Have you been tempted by a historic <a href="https://www.franklinmintobamacoin.com/flare/next?tag=os|af">Obama coin</a> or wished you could hear those <a href="https://www.officialtvwebsite.com/loudandclear/index.asp?did=445&phone=1-(800)694-7574&refcode=LNC1c&gclid=CPbAgMrT-5gCFQFvGgodDCswnA">bingo</a> numbers better? Have you wondered whether operators are really standing by? It turns out they are.

Michael Hickins, Contributor

February 26, 2009

2 Min Read

Have you been tempted by a historic Obama coin or wished you could hear those bingo numbers better? Have you wondered whether operators are really standing by? It turns out they are.In many cases, in their living rooms, with the kids in bed in the next room.

I had coffee this afternoon with Wes Hayden, president of LiveOps, a virtual call center company that has more than 20,000 agents on call throughout the United States, working on behalf of veteran infomercial vendors like Ronco, Miracle Blade, and Tony Robbins.

Hayden said retailers, financial services companies, and anyone else trying to hawk their wares to the public have found this system cost-efficient, transparent, and a good substitute for offshore call centers, which have created a backlash among many American consumers.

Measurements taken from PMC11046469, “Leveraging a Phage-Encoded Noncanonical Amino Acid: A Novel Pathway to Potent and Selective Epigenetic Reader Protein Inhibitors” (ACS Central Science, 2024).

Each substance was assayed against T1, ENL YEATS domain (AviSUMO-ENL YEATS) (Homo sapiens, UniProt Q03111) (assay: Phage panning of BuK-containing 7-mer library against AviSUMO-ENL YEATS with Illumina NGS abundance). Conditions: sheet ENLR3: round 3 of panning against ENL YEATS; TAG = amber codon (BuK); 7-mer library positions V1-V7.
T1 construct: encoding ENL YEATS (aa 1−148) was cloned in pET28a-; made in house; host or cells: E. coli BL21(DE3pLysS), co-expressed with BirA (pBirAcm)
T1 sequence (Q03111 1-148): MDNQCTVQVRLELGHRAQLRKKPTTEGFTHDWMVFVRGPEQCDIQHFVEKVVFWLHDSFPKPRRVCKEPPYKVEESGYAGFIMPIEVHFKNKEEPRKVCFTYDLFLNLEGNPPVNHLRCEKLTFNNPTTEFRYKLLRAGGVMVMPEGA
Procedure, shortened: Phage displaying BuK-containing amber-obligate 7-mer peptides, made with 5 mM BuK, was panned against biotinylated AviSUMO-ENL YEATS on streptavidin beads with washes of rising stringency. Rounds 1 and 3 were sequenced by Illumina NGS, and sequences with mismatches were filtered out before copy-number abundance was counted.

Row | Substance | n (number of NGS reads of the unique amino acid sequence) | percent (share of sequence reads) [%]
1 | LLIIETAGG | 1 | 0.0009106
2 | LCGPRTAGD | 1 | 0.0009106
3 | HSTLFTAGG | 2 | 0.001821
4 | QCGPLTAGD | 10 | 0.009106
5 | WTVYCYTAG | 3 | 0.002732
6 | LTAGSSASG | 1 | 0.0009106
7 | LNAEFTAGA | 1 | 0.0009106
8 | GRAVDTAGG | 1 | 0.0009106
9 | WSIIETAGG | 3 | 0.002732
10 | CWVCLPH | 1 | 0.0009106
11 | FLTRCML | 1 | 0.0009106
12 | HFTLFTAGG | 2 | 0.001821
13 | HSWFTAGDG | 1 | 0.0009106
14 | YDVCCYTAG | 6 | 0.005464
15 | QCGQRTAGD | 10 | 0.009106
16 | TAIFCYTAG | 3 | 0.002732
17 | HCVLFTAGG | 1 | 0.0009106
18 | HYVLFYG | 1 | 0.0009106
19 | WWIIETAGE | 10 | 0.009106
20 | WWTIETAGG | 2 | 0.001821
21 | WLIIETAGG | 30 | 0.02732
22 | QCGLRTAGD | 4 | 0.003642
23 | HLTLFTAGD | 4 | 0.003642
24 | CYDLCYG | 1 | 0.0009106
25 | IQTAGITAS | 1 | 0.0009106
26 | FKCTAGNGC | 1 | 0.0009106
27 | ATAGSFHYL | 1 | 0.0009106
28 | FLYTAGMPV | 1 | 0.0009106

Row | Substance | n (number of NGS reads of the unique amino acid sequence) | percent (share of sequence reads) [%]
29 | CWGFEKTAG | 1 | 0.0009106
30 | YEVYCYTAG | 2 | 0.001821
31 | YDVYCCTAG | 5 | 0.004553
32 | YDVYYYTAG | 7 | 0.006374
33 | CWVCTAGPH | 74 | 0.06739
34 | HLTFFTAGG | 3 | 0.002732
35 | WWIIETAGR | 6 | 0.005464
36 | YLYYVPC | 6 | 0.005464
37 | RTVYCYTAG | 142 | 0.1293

The software-as-a-service model offered by LiveOps also allows vendors to increase capacity when campaigns are running, without having to hire and train their own staff or lease office space.

Hayden told me turnover of LiveOps agents is 10% per year, compared with 100% per year for the traditional call center industry. He says the agents appreciate being able to choose when they're on call -- the system lets them narrow their availability down to half-hour increments.

The platform also gives them training that bumps their profiles and gets them more business from LiveOps customers.

All they need is a telephone, a computer, and a broadband Internet connection. (I suppose that's one more reason to support Obama's 21st century version of the rural electrification program.)

When customers call that toll-free number, the preliminary answers they give on their touch-tone phones (press 1 for English) help the LiveOps software route calls to agents with the right kind of language skills or special licenses (especially critical for financial services offerings like insurance).

Agents with the highest conversion rates and up-sells get more calls routed their way, and because agents are paid per-call, they are especially motivated to sell that extra Obama coin for just a few dollars more.

Meanwhile, vendors get to track the performance of a given campaign in real time, and can drill into reports to see how individual products or even particular agents are performing.

The reports are typical Salesforce.com-like dashboards, hardly state of the art reporting, but LiveOps VP of marketing Azita Martin told me, "in the call center industry, this is pretty hot."

Vendors pay LiveOps per agent per minute, and can add extra capacity when they need it. Hayden told me LiveOps has handled one million calls for a single customer in a three-hour period.

That means you won't be put on hold while agents are assisting other customers.

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